Brian Deer at Westminster Skeptics. Photo: blahflowers ( http://www.flickr.com/photos/blahflowers/4596824668/)

“scientists are no more trustworthy than restaurant managers – whose kitchens are randomly inspected to protect the public.”

Brian Deer made this assertion in the Guardian yesterday. I knew it was coming: he had mentioned it at a meeting of the Lewes Skeptics in the Pub last month. I was there, as were several senior research scientists. They tore into Deer over the comment.

The scientists were quick to point out that scientists have to be trustworthy because truth will eventually out. When you do research, your reputation will be destroyed by any fraud discovered – and discovered it will be: all it takes is for other people to repeat the experiment and report results.

Deer countered that scientists had not found out Andrew Wakefield: in fact, he said, they had colluded in the fraud, with the journal’s editor doing everything he could to block Deer’s investigation for the Sunday Times.

I was fascinated by the discussion because both sides made good and useful arguments, many of which I had already delved into in researching Free Radicals.

Andrew Wakefield, I would suggest, was much worse than a bad restaurant manager.

When restaurant managers cut corners on hygiene, they are not trying to poison anyone; usually they are simply practising strategic risk-management. Successful restaurants don’t need to take such a risk, but for a new or struggling restaurant, the money saved in the short-term can make a food poisoning outbreak a risk worth taking for the sake of the business. Restaurant managers don’t take risks to make millions, they take risks to keep their business afloat. Perhaps to ensure they can pay the mortgage this month. Or their staff.

Wakefield, on the other hand, was selfishly motivated. He knew his theory had no validity from intuition or supporting evidence. He simply stood to make a lot of money and didn’t care who suffered along the way. It was common or garden greed.

But it is actually hard to find cases of scientific fraud where money is the motivator – they are the exception. Scientists aren’t actually that interested in money; for most, it’s a practicality rather than a motivation. Scientists are largely after discovering the truth – and discovering it first (that’s all they have, after all; there are no prizes for second place). Ambition – not greed – is the source of most cases of research fraud.

In science, fraud is astonishingly prevalent, as noted in this paper where it is referred to as “Normal Misbehaviour”. But it is motivated by frustrations with the real world, where data is not clean, and use of intuition or hunches is essential to discovery but inadmissible as evidence (see this letter to Nature by Fred Grinnell (£)). Sometimes fraud is motivated by a scientist’s over-confidence in his or her abilities: Einstein heinously cherry-picked data for his determination of the gyromagnetic ratio – he wanted the value that matched his theory, which he assumed to be correct. His theory, as it happens, was wrong. (Interestingly, when the right value was discovered years later, no one made a fuss about Einstein’s “normal misbehaviour” – if you commit fraud in a certain way,  when you are exposed it just looks like you got things wrong, which is entirely forgivable).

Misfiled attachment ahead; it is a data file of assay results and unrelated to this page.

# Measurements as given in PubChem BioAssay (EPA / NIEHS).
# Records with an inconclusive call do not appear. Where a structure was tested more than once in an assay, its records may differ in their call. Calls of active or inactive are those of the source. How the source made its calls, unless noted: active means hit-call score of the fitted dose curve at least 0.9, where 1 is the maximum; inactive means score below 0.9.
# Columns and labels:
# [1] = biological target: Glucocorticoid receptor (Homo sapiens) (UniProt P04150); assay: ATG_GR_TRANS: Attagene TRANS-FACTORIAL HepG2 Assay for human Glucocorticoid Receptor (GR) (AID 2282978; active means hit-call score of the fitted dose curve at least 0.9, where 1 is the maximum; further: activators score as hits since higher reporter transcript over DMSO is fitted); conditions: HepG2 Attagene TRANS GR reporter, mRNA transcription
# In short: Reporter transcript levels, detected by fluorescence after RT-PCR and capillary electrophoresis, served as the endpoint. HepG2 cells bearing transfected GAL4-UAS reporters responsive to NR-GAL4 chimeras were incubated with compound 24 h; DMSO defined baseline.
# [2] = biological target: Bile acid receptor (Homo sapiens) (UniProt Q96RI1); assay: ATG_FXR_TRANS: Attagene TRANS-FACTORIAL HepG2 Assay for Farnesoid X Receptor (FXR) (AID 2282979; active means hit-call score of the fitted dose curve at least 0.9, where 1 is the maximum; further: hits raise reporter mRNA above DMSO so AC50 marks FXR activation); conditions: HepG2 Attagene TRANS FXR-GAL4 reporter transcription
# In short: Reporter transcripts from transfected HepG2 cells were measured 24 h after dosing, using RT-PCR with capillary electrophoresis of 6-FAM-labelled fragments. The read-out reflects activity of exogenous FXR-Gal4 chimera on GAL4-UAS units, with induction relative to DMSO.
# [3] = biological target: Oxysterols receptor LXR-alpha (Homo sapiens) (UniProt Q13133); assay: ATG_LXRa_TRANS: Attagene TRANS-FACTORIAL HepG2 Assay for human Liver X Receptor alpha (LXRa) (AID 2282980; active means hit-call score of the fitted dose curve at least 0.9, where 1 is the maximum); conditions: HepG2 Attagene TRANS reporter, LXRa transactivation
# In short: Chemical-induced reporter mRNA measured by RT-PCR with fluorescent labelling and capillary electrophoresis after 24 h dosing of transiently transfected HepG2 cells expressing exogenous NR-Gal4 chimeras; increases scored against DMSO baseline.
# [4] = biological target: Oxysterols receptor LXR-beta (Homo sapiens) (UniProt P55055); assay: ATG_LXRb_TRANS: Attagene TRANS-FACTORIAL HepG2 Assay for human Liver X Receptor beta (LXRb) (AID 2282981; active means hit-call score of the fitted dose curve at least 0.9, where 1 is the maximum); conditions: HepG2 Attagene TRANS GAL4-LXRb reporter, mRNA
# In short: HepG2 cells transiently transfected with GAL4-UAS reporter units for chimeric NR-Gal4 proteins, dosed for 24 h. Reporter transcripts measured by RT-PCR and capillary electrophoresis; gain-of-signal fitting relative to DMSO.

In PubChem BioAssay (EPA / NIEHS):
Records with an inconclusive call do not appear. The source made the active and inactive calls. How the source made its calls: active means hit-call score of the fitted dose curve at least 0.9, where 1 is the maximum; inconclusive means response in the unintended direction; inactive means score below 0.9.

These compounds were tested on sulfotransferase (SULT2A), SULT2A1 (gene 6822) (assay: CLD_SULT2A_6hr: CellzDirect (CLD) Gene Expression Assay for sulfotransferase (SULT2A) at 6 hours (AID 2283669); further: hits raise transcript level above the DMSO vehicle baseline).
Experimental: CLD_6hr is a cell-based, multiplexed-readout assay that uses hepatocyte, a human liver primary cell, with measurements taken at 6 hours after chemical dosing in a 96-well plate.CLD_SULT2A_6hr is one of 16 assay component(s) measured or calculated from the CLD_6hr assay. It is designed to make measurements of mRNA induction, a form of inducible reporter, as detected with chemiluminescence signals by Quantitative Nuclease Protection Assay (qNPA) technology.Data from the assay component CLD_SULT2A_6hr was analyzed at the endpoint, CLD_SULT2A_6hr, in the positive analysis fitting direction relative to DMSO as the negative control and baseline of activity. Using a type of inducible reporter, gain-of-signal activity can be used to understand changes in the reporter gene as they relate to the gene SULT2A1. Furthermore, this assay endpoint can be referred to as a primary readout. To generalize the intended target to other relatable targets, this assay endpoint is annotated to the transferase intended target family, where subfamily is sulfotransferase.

It was interesting to note that all the scientists in the Lewes Skeptics audience said they would welcome “data-hygiene” inspections on their labs and notebooks, noting that their funding bodies reserve the right to carry them out. As long as the routine still allowed them to get on with their work most of the time, they saw it as a good thing.

But, unlike with restaurants, such inspections would do little to protect the public because in most cases – not Wakefield’s case, admittedly – these Scientists Behaving Badly (£) are not putting people’s lives and health at risk for personal gain. Deer is guilty of a mistake that the scientific process has taught us how to avoid: making generalised statements on the basis of limited evidence.

It’s understandable, though. Deer has judged science on the basis of its public face rather than its true nature. If scientists are upset with him, they only have themselves to blame.

Science has deliberately chosen to clothe itself in a brand image, applied after WWII (more on that in Free Radicals), that is whiter than white. Brand Science is Trustworthy, Reliable, Logical, Rational, a direct path to better lives for all. The reality is rather different, as any working scientist knows. Unfortunately, science has made the mistake of continuing to embrace this branding, rather than throwing it off.

As the spat at the Lewes skeptics meeting showed, scientists are human, passionate and often fierce. Science is for lions, not lambs – if you don’t believe me, try putting a newborn theory out there and see how happy scientists are to rip it to shreds (check Jenny Rohn on this).

It would be better for everyone if science was comfortable with exposing this humanity. With issues such as climate change on the table, Brand Science can no longer afford to hide behind its self-created mythology. There is too much risk of someone like Deer pulling back the curtain and making it easy for its critics to cry shame when there is really nothing to be ashamed of.


Ian Eiloart
12/05/2011 09:49

It's important to make the distinction between the questions "Are scientists trustworthy?" and "Is science trustworth?".

The answer to the first question must be "some are and some aren't", just as with any group of people.

The answer to the second is, in my view "yes, in the long term". But new results must be treated with caution, and evidence must be carefully scrutinised.


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